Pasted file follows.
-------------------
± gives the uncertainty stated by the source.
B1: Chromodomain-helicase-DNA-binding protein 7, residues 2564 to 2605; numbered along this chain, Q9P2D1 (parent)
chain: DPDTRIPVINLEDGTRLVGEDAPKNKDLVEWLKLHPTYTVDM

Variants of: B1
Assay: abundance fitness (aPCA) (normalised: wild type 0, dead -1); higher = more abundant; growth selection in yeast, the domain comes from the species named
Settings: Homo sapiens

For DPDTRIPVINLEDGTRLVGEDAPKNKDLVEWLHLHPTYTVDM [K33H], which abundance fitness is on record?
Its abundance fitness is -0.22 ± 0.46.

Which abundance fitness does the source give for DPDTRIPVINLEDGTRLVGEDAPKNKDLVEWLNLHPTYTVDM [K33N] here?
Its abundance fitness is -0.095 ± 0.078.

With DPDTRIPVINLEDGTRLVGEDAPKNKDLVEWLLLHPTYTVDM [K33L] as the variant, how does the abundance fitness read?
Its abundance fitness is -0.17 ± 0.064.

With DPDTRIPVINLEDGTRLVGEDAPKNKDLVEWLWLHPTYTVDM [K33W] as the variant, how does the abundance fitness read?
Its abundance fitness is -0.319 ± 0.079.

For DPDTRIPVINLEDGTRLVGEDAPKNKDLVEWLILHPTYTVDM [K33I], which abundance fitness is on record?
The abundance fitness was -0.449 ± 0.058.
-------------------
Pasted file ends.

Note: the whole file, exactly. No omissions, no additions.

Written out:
± gives the uncertainty stated by the source.
B1: Chromodomain-helicase-DNA-binding protein 7, residues 2564 to 2605; numbered along this chain, Q9P2D1 (parent)
chain: DPDTRIPVINLEDGTRLVGEDAPKNKDLVEWLKLHPTYTVDM

Variants of: B1
Assay: abundance fitness (aPCA) (normalised: wild type 0, dead -1); higher = more abundant; growth selection in yeast, the domain comes from the species named
Settings: Homo sapiens

For DPDTRIPVINLEDGTRLVGEDAPKNKDLVEWLHLHPTYTVDM [K33H], which abundance fitness is on record?
Its abundance fitness is -0.22 ± 0.46.

Which abundance fitness does the source give for DPDTRIPVINLEDGTRLVGEDAPKNKDLVEWLNLHPTYTVDM [K33N] here?
Its abundance fitness is -0.095 ± 0.078.

With DPDTRIPVINLEDGTRLVGEDAPKNKDLVEWLLLHPTYTVDM [K33L] as the variant, how does the abundance fitness read?
Its abundance fitness is -0.17 ± 0.064.

With DPDTRIPVINLEDGTRLVGEDAPKNKDLVEWLWLHPTYTVDM [K33W] as the variant, how does the abundance fitness read?
Its abundance fitness is -0.319 ± 0.079.

For DPDTRIPVINLEDGTRLVGEDAPKNKDLVEWLILHPTYTVDM [K33I], which abundance fitness is on record?
The abundance fitness was -0.449 ± 0.058.